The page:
Perceptions around bone-modifying agent use in patients with bone metastases from breast and castration resistant prostate cancer: a patient survey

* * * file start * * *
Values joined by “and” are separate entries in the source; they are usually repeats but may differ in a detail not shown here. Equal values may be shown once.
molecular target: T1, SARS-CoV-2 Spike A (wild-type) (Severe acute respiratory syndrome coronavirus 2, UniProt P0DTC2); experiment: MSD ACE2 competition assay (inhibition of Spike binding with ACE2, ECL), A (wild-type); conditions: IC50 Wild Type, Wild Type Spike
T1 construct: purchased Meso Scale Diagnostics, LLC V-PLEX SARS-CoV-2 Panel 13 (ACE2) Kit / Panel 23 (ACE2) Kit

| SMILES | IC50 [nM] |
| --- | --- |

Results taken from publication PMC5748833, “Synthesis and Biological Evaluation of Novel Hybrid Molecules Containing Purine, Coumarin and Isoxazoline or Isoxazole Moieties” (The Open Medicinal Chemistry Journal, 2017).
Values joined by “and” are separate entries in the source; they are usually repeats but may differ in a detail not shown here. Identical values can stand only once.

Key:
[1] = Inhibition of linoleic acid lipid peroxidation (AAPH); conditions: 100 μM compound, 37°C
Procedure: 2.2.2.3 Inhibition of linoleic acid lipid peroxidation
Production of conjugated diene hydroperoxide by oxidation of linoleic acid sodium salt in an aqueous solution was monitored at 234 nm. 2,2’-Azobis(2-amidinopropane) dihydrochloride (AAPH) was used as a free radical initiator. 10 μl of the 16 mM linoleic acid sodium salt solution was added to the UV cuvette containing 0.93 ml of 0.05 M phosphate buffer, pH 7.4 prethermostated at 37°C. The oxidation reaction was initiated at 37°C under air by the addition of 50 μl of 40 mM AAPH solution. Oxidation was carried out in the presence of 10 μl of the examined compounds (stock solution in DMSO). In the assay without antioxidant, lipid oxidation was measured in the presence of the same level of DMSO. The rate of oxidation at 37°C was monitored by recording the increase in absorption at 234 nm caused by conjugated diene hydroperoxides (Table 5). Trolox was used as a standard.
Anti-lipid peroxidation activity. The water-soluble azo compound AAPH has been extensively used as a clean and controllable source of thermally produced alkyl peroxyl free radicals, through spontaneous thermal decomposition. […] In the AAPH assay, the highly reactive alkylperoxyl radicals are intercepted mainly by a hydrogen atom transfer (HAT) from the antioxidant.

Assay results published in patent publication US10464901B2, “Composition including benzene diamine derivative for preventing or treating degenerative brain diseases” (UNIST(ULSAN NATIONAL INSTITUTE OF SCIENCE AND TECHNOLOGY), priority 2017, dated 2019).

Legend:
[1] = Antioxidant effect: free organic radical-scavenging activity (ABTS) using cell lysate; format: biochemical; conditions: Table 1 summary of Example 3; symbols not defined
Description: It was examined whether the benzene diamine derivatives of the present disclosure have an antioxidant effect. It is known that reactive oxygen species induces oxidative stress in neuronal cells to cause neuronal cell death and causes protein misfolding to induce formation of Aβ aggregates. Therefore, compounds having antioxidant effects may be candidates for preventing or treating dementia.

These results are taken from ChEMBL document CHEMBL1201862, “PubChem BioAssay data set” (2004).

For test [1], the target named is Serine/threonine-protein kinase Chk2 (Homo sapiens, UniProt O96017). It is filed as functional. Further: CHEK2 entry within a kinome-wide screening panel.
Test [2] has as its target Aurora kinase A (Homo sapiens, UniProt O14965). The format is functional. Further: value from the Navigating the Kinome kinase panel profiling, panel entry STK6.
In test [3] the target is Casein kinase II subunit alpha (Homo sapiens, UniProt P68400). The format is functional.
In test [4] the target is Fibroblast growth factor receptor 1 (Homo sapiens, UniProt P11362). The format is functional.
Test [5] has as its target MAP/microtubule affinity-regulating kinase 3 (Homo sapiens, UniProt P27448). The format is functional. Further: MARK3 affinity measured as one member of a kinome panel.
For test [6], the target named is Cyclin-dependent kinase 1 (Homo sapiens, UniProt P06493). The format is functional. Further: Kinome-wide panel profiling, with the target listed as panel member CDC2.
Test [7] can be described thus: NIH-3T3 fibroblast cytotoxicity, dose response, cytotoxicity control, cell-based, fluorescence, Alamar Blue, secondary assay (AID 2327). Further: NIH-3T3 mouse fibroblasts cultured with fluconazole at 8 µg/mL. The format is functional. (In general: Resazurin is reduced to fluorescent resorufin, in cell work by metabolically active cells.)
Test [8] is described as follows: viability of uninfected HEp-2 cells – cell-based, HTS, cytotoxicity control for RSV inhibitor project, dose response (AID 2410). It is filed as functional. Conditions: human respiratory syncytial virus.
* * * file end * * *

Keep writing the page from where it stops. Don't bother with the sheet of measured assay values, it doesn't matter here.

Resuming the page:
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BACKGROUND: Optimal use of bone-modifying agent (BMA) therapy in patients with bone metastases from breast and castrate-resistant prostate cancer (CRPC) is evolving. METHODS: Patients receiving BMA for bone metastases from breast or CRPC were surveyed. Information was collected on patient and disease characteristics, BMA treatments and perceptions regarding BMA benefits and side effects. Interest in participation in trials of de-escalated BMA therapy was also gauged. RESULTS: Of 220 patients contacted, 172 eligible patients responded (response rate 78%). Median age was 67 (range: 21-91); 137 (80%) had breast cancer and 35 (20%) CRPC. Symptomatic skeletal events (SSEs) occurred prior to starting BMAs in 61% (84/137) of breast and 48% (17/35) of CRPC patients. Among breast cancer patients, 47, 33 and 13% received zoledronate, pamidronate and denosumab, respectively. Eighty-five percent (30/35) of CRPC patients received denosumab. De-escalation of therapy was more common among breast cancer patients. Although most patients correctly reported the goals of BMA therapy were to "help stop fractures" (62%) and "[improve] quality of life" (63%), 46.5% felt it prolonged survival and 54% felt it reduced bone progression. Most respondents (102/129, 79%) were comfortable with de-escalating to 6-monthly treatment after 2 years of BMA therapy. Patients considered the most important endpoints of de-escalation studies to be "stability of bone metastases" (45%), "quality of life" (22%) and "SSE rates" (14%). CONCLUSION: Twelve weekly BMA was more common in breast than in prostate cancer. There remain misconceptions about the benefits of BMAs, highlighting potential gaps in patient education. Patients were interested in further BMA de-escalation after 2 years of prior BMA and provided study endpoints that were most important to them.
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